but we could never lose what we had,
nor could we grow out of the beauty of being in love,
for even if there are wrinkles on my face and she forgets my name,
in that beauty, we will always remain.
my brother always hated seeing the trees lose colour,
and so when the leaves started falling,
as if on cue,
he left the four grey walls once and for all,
and although we called once a month,
i slept in his room every other night,
because in the things they leave behind,
our memories,
be those of joy,
be those of pain
always manage to remain.
it's christmas now and no one is home,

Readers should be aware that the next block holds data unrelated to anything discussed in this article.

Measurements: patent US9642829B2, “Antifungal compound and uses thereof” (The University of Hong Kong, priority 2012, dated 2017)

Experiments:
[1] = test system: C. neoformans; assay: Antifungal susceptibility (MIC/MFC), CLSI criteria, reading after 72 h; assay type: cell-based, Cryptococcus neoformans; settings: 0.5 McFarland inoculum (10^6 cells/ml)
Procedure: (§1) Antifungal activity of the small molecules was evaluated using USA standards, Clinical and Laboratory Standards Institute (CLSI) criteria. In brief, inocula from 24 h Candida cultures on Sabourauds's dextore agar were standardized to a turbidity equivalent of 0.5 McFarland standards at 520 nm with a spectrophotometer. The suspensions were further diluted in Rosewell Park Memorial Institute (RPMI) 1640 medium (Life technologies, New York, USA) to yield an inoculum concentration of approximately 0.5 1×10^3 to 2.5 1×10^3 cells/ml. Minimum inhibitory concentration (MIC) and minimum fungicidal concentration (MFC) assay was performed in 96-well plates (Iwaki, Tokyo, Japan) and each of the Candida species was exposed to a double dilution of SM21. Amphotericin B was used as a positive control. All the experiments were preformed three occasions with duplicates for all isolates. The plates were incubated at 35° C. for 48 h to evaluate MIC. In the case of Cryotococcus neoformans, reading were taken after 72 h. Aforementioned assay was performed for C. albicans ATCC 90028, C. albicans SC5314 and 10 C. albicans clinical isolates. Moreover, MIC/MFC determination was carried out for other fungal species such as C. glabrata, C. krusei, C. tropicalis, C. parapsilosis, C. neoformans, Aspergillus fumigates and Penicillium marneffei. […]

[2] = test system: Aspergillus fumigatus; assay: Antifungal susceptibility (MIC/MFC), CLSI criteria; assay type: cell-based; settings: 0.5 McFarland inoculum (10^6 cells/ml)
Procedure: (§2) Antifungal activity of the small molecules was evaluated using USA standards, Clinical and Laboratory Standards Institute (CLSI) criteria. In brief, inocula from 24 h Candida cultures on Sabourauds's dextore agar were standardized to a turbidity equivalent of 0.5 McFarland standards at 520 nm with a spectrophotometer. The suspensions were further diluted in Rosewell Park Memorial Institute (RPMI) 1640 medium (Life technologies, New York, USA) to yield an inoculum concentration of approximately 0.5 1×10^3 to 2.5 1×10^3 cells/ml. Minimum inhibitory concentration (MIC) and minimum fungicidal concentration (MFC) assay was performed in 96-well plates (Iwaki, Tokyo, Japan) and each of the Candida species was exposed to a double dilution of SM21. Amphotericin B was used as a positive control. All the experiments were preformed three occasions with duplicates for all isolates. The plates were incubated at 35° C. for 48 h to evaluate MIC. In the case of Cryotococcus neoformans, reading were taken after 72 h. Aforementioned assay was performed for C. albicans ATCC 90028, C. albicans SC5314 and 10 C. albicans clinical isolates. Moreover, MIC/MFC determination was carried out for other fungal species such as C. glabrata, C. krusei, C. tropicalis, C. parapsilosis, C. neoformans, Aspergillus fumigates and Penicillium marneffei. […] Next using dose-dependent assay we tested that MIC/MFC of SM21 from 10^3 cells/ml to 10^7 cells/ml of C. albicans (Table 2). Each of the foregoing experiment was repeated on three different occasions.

yet love seems to be in the air,
because even if a screen,
is the closest we can be,
it’s enough for me,
so darling,
here’s to our loved ones,
wherever they may be.

dinner table conversations.

they drank till their slight touches turned into slaps,
and repeated their favourite line,
‘tu haan kar,
ya naa kar,
tu hai meri kiran.’

translation: ‘even if you say yes,
or no,
you are my kiran.’

my uncles liked having loud conversations,
they liked keeping count,
of how many people survived,
and of how many died,
they liked arguing over policies,
capitalist or communist,
conservative or socialist,
as if the leaders involved were just by passers,
diplomats in their monarchical world,
they liked to talk while chewing,
often spitting in each other's plates,
secretly staring verma aunty up and down,
her liberal mind was too much to bear,
some days were worse than others,
for they drank till their slight touches turned into slaps,
and repeated their favourite line,
'tu haan kar,
ya naa kar,
tu hai meri kiran,'